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Today, perhaps more so than at any time in history, we are experiencing a divide between what is considered to be the “domain” or “confinement” of art as wholly separate from the domain of “politics.”

The irony of such a perception is its failure to recognise that the root of our political system was enjoined with the arts from its very inception.

Looking at ancient Egypt and Athens, mythos was dominant in all spheres of thought. Mythos, which  pertains to anything transmitted by word of mouth, i.e. fables, legends, narratives, tales etc., would often hold within it a significant truth or meaning for the society as a whole. In other words, ideas that were pervasive in these cultures and shaped all aspects of life including its politics and sciences were shaped by mythoi, or the art of story-telling.

Homer’s great poems that are left to us today, The Iliad and The Odyssey, describe the events of the Trojan War and its immediate aftermath, events which marked the descent of Greece into a dark age. Following the Trojan War, approx. 1190 BCE, the civilization of mainland Greece collapsed, written language was lost, cities disappeared.

The Iliad and The Odyssey, written around 700 BCE heralded the reversal of the collapse, and the beginnings of Classical Greek culture.

Homer (~9th or 8th BCE)

These epic stories of Homer which had been passed down through the centuries by poet bards who had memorised entire texts, would travel all throughout Greece and recount these tales. These “stories” became a dominant cultural reference point for all of Greece and beyond, and are greatly influential to this day.

Why do you think that is? Is it purely the fancy of the imagination? Or can our mind, situated in the realm of the imagination, come to a profound discovery through mere “story-telling”?

As Shelley wrote in his “A Defense of Poetry”:

The poems of Homer and his contemporaries were the delight of infant Greece; they were the elements of that social system which is the column upon which all succeeding civilization has reposed. Homer embodied the ideal perfection of his age in human character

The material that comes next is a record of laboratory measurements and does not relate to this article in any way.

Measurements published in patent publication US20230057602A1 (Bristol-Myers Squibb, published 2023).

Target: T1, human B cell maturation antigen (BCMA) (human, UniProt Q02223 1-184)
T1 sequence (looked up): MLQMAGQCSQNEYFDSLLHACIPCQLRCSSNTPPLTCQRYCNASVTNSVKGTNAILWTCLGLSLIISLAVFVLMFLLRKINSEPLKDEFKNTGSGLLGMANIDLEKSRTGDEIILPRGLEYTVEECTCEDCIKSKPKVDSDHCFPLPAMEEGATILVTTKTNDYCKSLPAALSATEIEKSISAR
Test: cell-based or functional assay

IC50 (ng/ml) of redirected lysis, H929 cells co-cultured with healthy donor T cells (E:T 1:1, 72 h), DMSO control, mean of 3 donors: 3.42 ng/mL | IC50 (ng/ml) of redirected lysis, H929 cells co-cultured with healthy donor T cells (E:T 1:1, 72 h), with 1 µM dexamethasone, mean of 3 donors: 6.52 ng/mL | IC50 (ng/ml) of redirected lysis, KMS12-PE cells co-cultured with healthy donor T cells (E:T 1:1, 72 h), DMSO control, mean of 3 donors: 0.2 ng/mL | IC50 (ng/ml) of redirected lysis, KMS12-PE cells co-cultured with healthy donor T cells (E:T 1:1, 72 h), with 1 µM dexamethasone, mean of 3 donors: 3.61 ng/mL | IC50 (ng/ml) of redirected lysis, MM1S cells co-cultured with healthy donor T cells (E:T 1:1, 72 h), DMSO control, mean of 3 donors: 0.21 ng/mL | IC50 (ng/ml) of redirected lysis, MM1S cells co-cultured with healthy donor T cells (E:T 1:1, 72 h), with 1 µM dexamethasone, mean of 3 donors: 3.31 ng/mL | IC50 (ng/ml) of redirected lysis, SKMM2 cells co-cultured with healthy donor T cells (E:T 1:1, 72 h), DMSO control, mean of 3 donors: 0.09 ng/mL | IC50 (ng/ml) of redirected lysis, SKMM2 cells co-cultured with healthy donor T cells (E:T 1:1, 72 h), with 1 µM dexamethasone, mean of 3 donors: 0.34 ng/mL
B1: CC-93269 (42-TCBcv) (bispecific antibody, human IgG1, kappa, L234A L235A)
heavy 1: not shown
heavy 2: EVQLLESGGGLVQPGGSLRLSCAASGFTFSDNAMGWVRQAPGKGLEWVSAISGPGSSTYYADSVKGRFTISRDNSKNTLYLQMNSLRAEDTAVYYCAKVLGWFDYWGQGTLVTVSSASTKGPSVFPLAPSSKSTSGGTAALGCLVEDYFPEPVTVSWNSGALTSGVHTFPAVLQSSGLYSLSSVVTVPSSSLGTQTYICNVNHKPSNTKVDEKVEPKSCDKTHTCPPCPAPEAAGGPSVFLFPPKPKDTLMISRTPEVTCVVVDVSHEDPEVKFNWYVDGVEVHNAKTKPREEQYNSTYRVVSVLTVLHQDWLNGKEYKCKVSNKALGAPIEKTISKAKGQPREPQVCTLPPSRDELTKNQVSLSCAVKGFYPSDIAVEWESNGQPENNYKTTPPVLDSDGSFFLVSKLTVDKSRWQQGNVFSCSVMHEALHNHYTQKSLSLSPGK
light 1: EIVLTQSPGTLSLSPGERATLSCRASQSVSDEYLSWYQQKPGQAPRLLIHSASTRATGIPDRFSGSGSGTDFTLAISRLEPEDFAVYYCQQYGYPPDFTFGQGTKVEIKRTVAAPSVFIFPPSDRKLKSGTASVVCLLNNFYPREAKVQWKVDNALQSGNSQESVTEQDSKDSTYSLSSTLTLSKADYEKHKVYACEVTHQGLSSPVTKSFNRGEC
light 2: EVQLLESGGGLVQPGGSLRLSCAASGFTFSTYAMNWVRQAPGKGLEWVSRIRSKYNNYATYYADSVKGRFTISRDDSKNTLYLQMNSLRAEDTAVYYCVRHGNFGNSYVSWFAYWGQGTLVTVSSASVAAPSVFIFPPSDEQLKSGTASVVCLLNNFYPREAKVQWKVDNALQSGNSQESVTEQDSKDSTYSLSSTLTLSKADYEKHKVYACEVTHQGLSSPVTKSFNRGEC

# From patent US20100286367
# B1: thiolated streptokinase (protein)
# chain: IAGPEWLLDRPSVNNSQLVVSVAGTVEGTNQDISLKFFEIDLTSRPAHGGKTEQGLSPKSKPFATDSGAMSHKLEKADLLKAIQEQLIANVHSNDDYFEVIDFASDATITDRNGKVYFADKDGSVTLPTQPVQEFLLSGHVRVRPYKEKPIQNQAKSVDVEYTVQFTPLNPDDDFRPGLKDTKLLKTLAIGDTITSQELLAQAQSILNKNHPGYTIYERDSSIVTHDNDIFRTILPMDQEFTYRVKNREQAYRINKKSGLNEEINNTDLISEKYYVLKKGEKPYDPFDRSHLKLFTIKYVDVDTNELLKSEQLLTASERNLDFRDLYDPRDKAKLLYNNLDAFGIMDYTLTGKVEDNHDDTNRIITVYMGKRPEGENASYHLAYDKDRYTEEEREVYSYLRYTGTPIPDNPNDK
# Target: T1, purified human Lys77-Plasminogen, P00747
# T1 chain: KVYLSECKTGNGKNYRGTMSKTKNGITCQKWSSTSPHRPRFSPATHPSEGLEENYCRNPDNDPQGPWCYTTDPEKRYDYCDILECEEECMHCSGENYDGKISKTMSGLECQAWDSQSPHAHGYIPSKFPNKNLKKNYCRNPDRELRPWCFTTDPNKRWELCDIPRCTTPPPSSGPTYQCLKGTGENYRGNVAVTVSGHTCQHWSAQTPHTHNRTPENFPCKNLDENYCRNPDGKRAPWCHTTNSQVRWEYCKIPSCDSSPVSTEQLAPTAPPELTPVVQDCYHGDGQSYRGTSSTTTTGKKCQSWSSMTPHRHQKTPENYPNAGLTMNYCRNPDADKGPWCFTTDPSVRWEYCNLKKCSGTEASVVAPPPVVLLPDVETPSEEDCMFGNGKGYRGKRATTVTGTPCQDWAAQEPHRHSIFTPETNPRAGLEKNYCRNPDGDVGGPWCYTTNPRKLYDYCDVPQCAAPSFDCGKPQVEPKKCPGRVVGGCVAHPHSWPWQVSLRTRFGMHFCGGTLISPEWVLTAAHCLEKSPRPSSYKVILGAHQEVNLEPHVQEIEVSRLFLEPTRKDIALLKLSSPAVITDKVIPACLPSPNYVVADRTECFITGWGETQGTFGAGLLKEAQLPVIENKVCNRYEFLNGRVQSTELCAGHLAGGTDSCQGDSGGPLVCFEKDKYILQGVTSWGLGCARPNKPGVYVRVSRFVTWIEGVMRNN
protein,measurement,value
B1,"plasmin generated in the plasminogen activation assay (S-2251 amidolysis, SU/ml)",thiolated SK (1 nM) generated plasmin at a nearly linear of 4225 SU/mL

One could argue, those were simpler times, in today’s calculating and information-dominated world we cannot afford such fanciful, inexact thinking within the realm of “politics”. Well I would argue that this in fact only increases the urgency of art’s reintroduction into the realm of “reality” so to speak.

For example, have you ever searched for something, stubbornly staring at a specific area you were certain you left the item, but it is not there. You then proceed to rummage through your entire house, and then upon returning to that same spot, you realise, that the item you were looking for was always there? It was in fact right in front of you, but for some inexplicable reason, you could not “see” it at the time.

Well, in short, poetry gives us that ability to “see” something that has remained hidden from us.

It is not simply a matter of “logic” or “reason” that we can compel such things to reveal themselves to us, and no matter how much effort we put into insisting with our senses that we know something to be true, even our very eyes have the ability to show us a false image.

It is through the imagination that we have access to the highest capacity for reason. [For more on this refer to the full length article here.]

Thus, Rising Tide Foundation is proud to present a lecture series that will focus on this subject of discussion.

Lecture Schedule:

Sunday, October 11 from 4-6 pm EST Paul Robeson and the Battle for the Soul of America Lecturer: Matthew Ehret, co-founder of Canadian Patriot Review and the Rising Tide Foundation

Sunday, October 18 from 4-6 pm EST The Poetic Principle in the world of the I Ching, Mankind’s Long Journey to Reason & Beauty Lecturer: Dr. Quan Le

Sunday, October 25 from 4-6 pm EST Jonathan Swift’s Cultural War in London: the Role of the Scriblerus Club Lecturer: Aaron Kalfon

Sunday, November 1 from 4-6 pm EST The Poetic Principle As a Force for Universal History Lecturer: Gerry Therrien

Sunday November 8 from 4-6 pm EST
Marlowe as Shakespeare: The Drama of Political Intelligence and the Education of a Citizenry
Lecturer: Martin Sieff

Sunday, November 15 from 4-6 pm EST The Russian Poet of Freedom: On Pushkin’s “Little Tragedies” and the Law of Nemesis Lecturer: Cynthia Chung, co-founder of the Rising Tide Foundation

Sunday, November 29 from 4-6 pm EST On Schiller’s Aesthetics Lecturer: Nicholas Jones, founder of Artists Alliance for Africa and dancer for Les Grands Ballets de Montreal

Sunday, December 6 from 4-6 pm EST Cultural Warfare and the American Revolution: Franklin, West and Morse Revisited Lecturer: Matthew Ehret, editor-in-chief of the Canadian Patriot Review and co-founder of the Rising Tide Foundation

Feature Image: Death and the Sculptor by Daniel Chester French


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